Microsoft is still refusing to showcase Hyper-V at VMworld in protest of VMware rules that Microsoft believes are designed to limit competition, but that doesn’t mean the Microsoft hype machine will abstain from anti-VMware marketing.
In advance of next week’s VMworld, Microsoft is touting a customer that is implementing a long-term plan to replace VMware with Microsoft and claims the move will provide savings of $3.2 million in the next three to five years. The customer, CH2M Hill, is ranked just outside the Fortune 500 at No. 520 and has corporate headquarters in Colorado.
VMware doesn’t deny that the price of its virtualization software is higher than the competition’s. But VMware has long argued that vSphere, its primary virtualization platform, and the related management tools are so efficient that the total cost of ownership is actually the best in the industry when measured on a per-virtual machine basis.
It is becoming harder for VMware to make that argument as competitors Citrix and Microsoft are acknowledged by analysts to be closing much of the gap in features and functionality.
VMware notes that every company in the Fortune 100 uses VMware, but the growing viability of alternative platforms has made it easier for customers to choose less expensive virtualization software. In many cases, they only do this for a subset of their virtualization deployment, and leave their most important virtualized applications on VMware-based hosts. That is precisely why Microsoft is touting the CH2M Hill story — the customer is planning to dump VMware entirely.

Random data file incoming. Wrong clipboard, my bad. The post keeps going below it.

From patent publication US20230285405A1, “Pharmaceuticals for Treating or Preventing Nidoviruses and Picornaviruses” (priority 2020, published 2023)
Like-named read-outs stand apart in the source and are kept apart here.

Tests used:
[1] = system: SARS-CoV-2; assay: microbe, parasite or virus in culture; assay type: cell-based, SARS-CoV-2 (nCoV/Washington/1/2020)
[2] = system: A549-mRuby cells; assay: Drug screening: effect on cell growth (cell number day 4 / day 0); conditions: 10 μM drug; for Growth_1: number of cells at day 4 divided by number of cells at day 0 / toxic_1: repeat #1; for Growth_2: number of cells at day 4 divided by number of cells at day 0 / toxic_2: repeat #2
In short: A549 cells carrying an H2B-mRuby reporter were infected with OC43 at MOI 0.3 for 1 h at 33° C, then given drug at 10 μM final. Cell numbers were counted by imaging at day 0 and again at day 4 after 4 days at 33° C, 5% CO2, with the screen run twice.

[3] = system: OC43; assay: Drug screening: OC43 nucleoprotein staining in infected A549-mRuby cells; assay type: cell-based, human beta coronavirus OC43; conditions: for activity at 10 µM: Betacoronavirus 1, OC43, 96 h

“We’re not seeing a problem putting anything we have on ESX into our Hyper-V deployment,” CH2M Hill’s Greg Barton, a senior analyst in charge of the company’s virtualization project, says in an interview. Especially with new Hyper-V memory oversubscription features CH2M Hill is testing, Barton says “we’re not seeing a huge difference in either product.”
But CH2M Hill’s move from Hyper-V to VMware is not exactly as cut and dry as Microsoft’s public relations department would like.
Because of existing software licenses and maintenance contracts with VMware, and CH2M Hill’s strategy to lease servers on a 3- to 4-year basis, Hill says the plan to switch from VMware to Hyper-V will take between three and five years.
“We have an investment with ESX. We’re not going to just dump it right now. But we’re going to augment and eventually move toward Hyper-V,” with the end goal of getting rid of VMware entirely, Barton says. The main driver is cost: “This last couple of years haven’t been great for the IT budget,” he says.
Naturally, the project’s extended time span could let CH2M Hill officials change their minds and scale back their Hyper-V plans. But Hill says VMware would have to make a pretty “compelling” move to make up for the difference in price, now that “the [Hyper-V] functionality is on par.” Hyper-V is available either as a free stand-alone product or as part of Windows Server 2008 R2.